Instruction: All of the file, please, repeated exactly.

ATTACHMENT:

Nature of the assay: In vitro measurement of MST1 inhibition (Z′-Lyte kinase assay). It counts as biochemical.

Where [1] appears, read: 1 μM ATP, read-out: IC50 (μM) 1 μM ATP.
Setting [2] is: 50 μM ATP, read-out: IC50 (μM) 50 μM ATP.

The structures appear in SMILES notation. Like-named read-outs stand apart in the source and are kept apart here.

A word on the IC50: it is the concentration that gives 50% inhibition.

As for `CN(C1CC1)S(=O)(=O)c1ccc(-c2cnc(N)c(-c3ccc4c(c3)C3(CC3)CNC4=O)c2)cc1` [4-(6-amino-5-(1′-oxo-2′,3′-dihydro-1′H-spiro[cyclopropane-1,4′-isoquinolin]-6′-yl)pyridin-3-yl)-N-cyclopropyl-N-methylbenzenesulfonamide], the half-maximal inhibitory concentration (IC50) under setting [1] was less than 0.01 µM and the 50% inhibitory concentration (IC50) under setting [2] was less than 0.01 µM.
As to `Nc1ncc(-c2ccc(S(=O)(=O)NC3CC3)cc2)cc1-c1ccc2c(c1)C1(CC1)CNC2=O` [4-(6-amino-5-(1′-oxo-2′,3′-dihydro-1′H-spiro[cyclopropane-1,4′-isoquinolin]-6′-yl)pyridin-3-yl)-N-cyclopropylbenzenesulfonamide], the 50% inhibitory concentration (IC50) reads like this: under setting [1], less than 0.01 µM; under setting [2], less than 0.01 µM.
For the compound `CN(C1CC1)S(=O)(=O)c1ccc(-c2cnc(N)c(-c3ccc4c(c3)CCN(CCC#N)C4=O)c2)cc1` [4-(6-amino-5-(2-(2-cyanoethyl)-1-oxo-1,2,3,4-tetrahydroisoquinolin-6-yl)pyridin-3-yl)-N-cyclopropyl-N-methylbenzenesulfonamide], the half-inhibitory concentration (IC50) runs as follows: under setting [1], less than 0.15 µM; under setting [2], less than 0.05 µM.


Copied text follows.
Nature of the assay: In vitro measurement of MST1 inhibition (Z′-Lyte kinase assay). It counts as biochemical.

Where [1] appears, read: 1 μM ATP, read-out: IC50 (μM) 1 μM ATP.
Setting [2] is: 50 μM ATP, read-out: IC50 (μM) 50 μM ATP.

The structures appear in SMILES notation. Like-named read-outs stand apart in the source and are kept apart here.

A word on the IC50: it is the concentration that gives 50% inhibition.

As for `CN(C1CC1)S(=O)(=O)c1ccc(-c2cnc(N)c(-c3ccc4c(c3)C3(CC3)CNC4=O)c2)cc1` [4-(6-amino-5-(1′-oxo-2′,3′-dihydro-1′H-spiro[cyclopropane-1,4′-isoquinolin]-6′-yl)pyridin-3-yl)-N-cyclopropyl-N-methylbenzenesulfonamide], the half-maximal inhibitory concentration (IC50) under setting [1] was less than 0.01 µM and the 50% inhibitory concentration (IC50) under setting [2] was less than 0.01 µM.
As to `Nc1ncc(-c2ccc(S(=O)(=O)NC3CC3)cc2)cc1-c1ccc2c(c1)C1(CC1)CNC2=O` [4-(6-amino-5-(1′-oxo-2′,3′-dihydro-1′H-spiro[cyclopropane-1,4′-isoquinolin]-6′-yl)pyridin-3-yl)-N-cyclopropylbenzenesulfonamide], the 50% inhibitory concentration (IC50) reads like this: under setting [1], less than 0.01 µM; under setting [2], less than 0.01 µM.
For the compound `CN(C1CC1)S(=O)(=O)c1ccc(-c2cnc(N)c(-c3ccc4c(c3)CCN(CCC#N)C4=O)c2)cc1` [4-(6-amino-5-(2-(2-cyanoethyl)-1-oxo-1,2,3,4-tetrahydroisoquinolin-6-yl)pyridin-3-yl)-N-cyclopropyl-N-methylbenzenesulfonamide], the half-inhibitory concentration (IC50) runs as follows: under setting [1], less than 0.15 µM; under setting [2], less than 0.05 µM.